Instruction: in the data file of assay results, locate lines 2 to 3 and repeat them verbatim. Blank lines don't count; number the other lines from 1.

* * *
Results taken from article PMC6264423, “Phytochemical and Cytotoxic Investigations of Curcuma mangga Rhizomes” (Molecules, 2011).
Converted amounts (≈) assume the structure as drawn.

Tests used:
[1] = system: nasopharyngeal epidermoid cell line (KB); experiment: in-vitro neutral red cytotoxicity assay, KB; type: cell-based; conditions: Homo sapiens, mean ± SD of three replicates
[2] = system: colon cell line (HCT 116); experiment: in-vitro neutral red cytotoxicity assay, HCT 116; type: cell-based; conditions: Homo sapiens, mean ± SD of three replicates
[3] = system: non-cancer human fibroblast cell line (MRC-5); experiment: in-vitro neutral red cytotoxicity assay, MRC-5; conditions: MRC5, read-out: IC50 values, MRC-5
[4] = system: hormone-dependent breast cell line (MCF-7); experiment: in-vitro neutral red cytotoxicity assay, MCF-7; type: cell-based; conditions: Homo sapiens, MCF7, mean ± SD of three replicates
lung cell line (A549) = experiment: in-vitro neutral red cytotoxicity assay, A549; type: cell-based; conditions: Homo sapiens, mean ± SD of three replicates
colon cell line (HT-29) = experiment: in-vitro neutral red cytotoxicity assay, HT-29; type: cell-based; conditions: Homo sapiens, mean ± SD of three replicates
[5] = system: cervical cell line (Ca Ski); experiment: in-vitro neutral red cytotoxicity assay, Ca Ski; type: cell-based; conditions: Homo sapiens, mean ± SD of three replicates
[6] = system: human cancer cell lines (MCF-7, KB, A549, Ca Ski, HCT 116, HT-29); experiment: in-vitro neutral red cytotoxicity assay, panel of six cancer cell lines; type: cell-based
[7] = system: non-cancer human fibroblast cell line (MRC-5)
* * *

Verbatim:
Converted amounts (≈) assume the structure as drawn.

Tests used: